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Florida wildlife officials delay launch of new guidelines, protecting rare beach-nesting birds

An adult bird stands in front of its babies
Florida Fish And Wildlife Conservation Commission
With nesting grounds on beaches growing more crowded or losing ground to sea rise, nearly 60 percent of Florida's threatened least terns now build their nests and rear their young on rooftops.

The Florida Fish and Wildlife Conservation Commission (FWC) approved a delayed start date for a set of new state guidelines that protect imperiled beach-nesting birds from human disturbance.

Agency commissioners approved the guidelines last July, originally slating them with a launch date of September 2023. But now, they won’t take effect until October 2024.

Commissioners proposed to delay the guidelines in light of last year’s severe storm season, which changed Florida’s coastline substantially, creating new nesting habitat in areas the agency hadn’t previously identified, according to FWC.

Along with providing more recovery time for impacted coastal areas, FWC says the delayed launch date also gives the agency more time to engage with property owners, businesses and other stakeholders who may not already be aware of the guidelines.

READ MORE: A Keys yacht club needed a new roof — the fix disturbed a 'colony' of protected birds

The four species of birds impacted by the guidelines are some of North America’s rarest birds, according to Florida Ornithological Society President Ann Paul, who describes the American oystercatcher, snowy plover, black skimmer and least tern as “obligate beach nesters.”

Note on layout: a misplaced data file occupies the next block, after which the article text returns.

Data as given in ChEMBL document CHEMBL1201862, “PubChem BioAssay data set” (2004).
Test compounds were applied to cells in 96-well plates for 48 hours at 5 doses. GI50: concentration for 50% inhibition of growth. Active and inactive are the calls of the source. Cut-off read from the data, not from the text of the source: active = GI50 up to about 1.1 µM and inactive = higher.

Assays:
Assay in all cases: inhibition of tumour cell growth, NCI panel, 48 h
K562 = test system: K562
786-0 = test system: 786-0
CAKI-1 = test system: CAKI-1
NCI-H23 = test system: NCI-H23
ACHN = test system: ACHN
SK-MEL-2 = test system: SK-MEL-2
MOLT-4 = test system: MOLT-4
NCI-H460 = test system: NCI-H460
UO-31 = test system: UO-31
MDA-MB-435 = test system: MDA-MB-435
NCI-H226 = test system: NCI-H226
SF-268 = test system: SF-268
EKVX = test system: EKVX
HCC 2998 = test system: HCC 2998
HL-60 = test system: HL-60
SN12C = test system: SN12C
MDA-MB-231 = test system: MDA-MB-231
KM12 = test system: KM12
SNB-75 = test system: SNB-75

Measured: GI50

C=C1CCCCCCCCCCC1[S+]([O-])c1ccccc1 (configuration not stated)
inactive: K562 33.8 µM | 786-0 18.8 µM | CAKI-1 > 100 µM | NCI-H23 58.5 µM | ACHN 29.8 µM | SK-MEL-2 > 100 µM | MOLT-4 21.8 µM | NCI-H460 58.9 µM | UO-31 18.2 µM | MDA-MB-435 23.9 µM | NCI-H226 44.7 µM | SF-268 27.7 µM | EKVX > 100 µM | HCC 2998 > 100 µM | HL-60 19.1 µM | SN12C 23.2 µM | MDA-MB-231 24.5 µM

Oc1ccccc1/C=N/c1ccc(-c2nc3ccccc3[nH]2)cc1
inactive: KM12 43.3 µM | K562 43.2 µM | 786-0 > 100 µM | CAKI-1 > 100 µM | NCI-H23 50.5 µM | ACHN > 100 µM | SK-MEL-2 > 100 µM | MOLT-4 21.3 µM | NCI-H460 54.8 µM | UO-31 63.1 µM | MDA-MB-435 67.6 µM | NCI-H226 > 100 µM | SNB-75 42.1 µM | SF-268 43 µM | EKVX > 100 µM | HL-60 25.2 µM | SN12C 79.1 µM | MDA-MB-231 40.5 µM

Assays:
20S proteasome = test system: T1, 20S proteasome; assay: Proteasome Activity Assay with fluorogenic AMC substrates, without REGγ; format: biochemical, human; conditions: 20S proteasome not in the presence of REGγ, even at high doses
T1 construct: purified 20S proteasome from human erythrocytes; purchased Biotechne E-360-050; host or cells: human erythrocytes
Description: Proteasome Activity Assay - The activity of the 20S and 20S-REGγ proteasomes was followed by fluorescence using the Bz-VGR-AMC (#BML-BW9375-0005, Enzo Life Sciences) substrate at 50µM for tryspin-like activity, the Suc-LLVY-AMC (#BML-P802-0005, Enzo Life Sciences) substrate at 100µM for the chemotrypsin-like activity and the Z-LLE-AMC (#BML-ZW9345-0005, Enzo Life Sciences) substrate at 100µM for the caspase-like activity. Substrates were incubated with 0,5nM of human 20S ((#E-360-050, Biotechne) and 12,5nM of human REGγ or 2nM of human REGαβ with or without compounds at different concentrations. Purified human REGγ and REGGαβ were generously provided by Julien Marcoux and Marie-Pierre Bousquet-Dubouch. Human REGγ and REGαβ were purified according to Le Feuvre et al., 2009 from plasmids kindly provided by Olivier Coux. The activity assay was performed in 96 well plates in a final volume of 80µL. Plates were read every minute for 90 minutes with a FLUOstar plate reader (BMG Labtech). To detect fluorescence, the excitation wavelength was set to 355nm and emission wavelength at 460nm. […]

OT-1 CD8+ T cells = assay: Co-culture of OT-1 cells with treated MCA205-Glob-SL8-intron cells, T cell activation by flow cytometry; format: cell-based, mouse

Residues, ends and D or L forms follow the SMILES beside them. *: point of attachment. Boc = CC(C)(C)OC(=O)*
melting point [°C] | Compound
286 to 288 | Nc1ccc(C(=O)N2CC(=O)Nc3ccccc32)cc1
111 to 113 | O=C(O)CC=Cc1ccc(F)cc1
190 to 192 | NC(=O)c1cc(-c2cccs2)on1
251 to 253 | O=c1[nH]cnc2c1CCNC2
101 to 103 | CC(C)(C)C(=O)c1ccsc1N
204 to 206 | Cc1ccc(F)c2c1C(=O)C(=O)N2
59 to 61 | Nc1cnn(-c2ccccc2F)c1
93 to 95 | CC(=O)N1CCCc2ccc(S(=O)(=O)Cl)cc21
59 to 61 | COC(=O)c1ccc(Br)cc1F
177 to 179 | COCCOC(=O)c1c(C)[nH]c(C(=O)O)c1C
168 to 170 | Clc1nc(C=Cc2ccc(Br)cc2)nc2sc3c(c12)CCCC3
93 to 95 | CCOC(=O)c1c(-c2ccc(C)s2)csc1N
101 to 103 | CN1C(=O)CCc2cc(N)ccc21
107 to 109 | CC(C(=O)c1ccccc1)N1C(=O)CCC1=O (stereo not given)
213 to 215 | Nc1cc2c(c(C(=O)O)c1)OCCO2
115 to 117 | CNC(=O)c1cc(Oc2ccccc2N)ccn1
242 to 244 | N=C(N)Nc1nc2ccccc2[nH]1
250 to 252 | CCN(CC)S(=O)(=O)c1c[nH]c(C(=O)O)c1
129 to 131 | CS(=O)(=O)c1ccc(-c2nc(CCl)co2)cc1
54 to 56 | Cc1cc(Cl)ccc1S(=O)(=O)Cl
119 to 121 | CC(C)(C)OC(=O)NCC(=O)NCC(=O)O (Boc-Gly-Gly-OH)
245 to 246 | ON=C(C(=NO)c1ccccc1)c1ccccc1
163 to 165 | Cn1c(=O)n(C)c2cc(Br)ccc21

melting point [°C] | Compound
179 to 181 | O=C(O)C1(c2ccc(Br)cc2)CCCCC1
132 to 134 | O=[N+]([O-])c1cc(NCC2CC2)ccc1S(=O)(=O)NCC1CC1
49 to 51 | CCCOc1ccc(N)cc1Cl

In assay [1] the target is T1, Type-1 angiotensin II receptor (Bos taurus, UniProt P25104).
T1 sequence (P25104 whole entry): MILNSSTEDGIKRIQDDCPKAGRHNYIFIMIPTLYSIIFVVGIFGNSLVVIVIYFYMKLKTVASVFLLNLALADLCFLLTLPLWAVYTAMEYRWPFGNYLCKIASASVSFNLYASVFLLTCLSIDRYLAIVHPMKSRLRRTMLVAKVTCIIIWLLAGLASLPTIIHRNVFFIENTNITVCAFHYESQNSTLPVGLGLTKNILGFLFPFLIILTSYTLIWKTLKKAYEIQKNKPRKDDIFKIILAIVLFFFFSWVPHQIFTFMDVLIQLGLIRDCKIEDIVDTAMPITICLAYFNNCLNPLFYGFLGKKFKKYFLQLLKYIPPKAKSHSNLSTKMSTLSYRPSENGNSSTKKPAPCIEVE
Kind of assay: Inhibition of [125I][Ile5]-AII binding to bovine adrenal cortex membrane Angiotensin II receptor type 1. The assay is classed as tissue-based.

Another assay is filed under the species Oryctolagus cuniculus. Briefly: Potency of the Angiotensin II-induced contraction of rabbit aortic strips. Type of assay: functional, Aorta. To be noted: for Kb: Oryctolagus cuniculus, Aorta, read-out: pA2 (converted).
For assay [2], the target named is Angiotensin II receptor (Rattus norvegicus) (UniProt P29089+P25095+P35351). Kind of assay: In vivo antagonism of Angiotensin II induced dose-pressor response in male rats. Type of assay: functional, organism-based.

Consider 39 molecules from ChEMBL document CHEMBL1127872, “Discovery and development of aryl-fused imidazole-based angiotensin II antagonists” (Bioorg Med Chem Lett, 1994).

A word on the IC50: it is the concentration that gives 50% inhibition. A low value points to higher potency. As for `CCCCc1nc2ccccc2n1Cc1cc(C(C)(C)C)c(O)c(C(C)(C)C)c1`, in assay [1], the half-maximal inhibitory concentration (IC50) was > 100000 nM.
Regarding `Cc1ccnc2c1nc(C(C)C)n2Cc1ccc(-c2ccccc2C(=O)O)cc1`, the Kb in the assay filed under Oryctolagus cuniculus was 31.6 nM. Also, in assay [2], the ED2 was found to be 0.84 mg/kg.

“The only place that they can or will nest is on the beach, or a place that is like a beach,” Paul said. Sometimes, she says the birds will dig their shallow nests, or “scrapes,” on gravel rooftops close to the water.

As more and more people flock to Florida beaches, Paul says, heightened levels of human activity pose a real challenge to beach-nesting birds — especially during their breeding season, which Paul says typically starts at the end of April or May.

But humans aren’t the only challenge these birds face.

“It’s very difficult for these birds to actually successfully nest, even when they’re not disturbed,” Paul said. “So anything that the wildlife commission can do to protect them, through rulemaking and other activities … that really does promote a better chance for success.”

Paul says it’s especially critical to try and control risk where we can, given the natural challenges facing these threatened birds — from eroding coastline, to scalding hot sand.

“With our increasing population, and how much everybody loves the beach, and the fact that with the storms, we’ve lost a lot of beach habitat, just to erosion — it’s kind of a recipe for losing these species,” Paul said. “And they’ve been under this kind of pressure for decades.”

Paul said she looks forward to celebrating birds and other wildlife at the Florida Birding & Nature Festival she’s helping organize in Apollo Beach next week.

According to FWC, the delayed launch date also gives the agency more time to recruit and train specialized monitors: volunteers who are specifically trained to survey and minimize harm to nesting sites across the state.

The agency has information about how to become an Imperiled Beach-nesting Bird (IBNB) Permitted Monitor available on its website.
Copyright 2023 WMFE.

Molly Duerig
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